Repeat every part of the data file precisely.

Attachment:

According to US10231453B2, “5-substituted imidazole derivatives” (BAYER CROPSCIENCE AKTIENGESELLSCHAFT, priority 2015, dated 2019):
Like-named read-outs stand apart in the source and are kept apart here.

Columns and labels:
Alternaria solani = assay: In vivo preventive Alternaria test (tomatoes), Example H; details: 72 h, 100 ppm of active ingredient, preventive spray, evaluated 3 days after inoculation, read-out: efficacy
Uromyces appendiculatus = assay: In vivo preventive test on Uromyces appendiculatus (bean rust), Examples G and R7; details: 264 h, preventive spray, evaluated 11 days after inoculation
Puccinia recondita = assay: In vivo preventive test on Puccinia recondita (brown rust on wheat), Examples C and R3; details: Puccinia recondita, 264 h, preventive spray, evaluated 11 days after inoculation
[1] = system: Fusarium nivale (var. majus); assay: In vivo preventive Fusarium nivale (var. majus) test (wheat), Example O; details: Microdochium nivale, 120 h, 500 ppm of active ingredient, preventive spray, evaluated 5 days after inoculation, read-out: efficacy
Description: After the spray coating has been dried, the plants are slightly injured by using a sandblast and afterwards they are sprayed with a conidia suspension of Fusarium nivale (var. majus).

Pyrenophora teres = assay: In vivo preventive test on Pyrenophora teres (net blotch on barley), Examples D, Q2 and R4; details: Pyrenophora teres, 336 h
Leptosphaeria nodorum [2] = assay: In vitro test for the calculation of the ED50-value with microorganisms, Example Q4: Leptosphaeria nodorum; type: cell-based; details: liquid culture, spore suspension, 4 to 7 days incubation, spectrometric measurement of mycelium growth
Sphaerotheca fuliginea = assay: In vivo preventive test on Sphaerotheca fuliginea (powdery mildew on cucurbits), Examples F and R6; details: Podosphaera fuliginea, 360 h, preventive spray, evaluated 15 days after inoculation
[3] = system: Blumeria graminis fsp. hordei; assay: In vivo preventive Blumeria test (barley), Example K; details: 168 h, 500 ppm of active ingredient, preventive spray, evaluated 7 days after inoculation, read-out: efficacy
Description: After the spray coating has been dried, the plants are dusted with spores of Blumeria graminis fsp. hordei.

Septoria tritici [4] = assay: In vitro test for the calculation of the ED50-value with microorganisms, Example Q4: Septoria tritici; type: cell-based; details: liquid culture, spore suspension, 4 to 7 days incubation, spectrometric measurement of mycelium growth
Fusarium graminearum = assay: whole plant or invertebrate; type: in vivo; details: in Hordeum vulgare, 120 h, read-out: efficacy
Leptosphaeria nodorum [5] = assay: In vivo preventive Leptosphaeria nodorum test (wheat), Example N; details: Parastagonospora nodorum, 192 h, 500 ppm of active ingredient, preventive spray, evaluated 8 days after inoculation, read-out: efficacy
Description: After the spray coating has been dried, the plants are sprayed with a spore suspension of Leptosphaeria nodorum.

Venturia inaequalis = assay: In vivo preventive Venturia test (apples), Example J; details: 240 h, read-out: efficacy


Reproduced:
According to US10231453B2, “5-substituted imidazole derivatives” (BAYER CROPSCIENCE AKTIENGESELLSCHAFT, priority 2015, dated 2019):
Like-named read-outs stand apart in the source and are kept apart here.

Columns and labels:
Alternaria solani = assay: In vivo preventive Alternaria test (tomatoes), Example H; details: 72 h, 100 ppm of active ingredient, preventive spray, evaluated 3 days after inoculation, read-out: efficacy
Uromyces appendiculatus = assay: In vivo preventive test on Uromyces appendiculatus (bean rust), Examples G and R7; details: 264 h, preventive spray, evaluated 11 days after inoculation
Puccinia recondita = assay: In vivo preventive test on Puccinia recondita (brown rust on wheat), Examples C and R3; details: Puccinia recondita, 264 h, preventive spray, evaluated 11 days after inoculation
[1] = system: Fusarium nivale (var. majus); assay: In vivo preventive Fusarium nivale (var. majus) test (wheat), Example O; details: Microdochium nivale, 120 h, 500 ppm of active ingredient, preventive spray, evaluated 5 days after inoculation, read-out: efficacy
Description: After the spray coating has been dried, the plants are slightly injured by using a sandblast and afterwards they are sprayed with a conidia suspension of Fusarium nivale (var. majus).

Pyrenophora teres = assay: In vivo preventive test on Pyrenophora teres (net blotch on barley), Examples D, Q2 and R4; details: Pyrenophora teres, 336 h
Leptosphaeria nodorum [2] = assay: In vitro test for the calculation of the ED50-value with microorganisms, Example Q4: Leptosphaeria nodorum; type: cell-based; details: liquid culture, spore suspension, 4 to 7 days incubation, spectrometric measurement of mycelium growth
Sphaerotheca fuliginea = assay: In vivo preventive test on Sphaerotheca fuliginea (powdery mildew on cucurbits), Examples F and R6; details: Podosphaera fuliginea, 360 h, preventive spray, evaluated 15 days after inoculation
[3] = system: Blumeria graminis fsp. hordei; assay: In vivo preventive Blumeria test (barley), Example K; details: 168 h, 500 ppm of active ingredient, preventive spray, evaluated 7 days after inoculation, read-out: efficacy
Description: After the spray coating has been dried, the plants are dusted with spores of Blumeria graminis fsp. hordei.

Septoria tritici [4] = assay: In vitro test for the calculation of the ED50-value with microorganisms, Example Q4: Septoria tritici; type: cell-based; details: liquid culture, spore suspension, 4 to 7 days incubation, spectrometric measurement of mycelium growth
Fusarium graminearum = assay: whole plant or invertebrate; type: in vivo; details: in Hordeum vulgare, 120 h, read-out: efficacy
Leptosphaeria nodorum [5] = assay: In vivo preventive Leptosphaeria nodorum test (wheat), Example N; details: Parastagonospora nodorum, 192 h, 500 ppm of active ingredient, preventive spray, evaluated 8 days after inoculation, read-out: efficacy
Description: After the spray coating has been dried, the plants are sprayed with a spore suspension of Leptosphaeria nodorum.

Venturia inaequalis = assay: In vivo preventive Venturia test (apples), Example J; details: 240 h, read-out: efficacy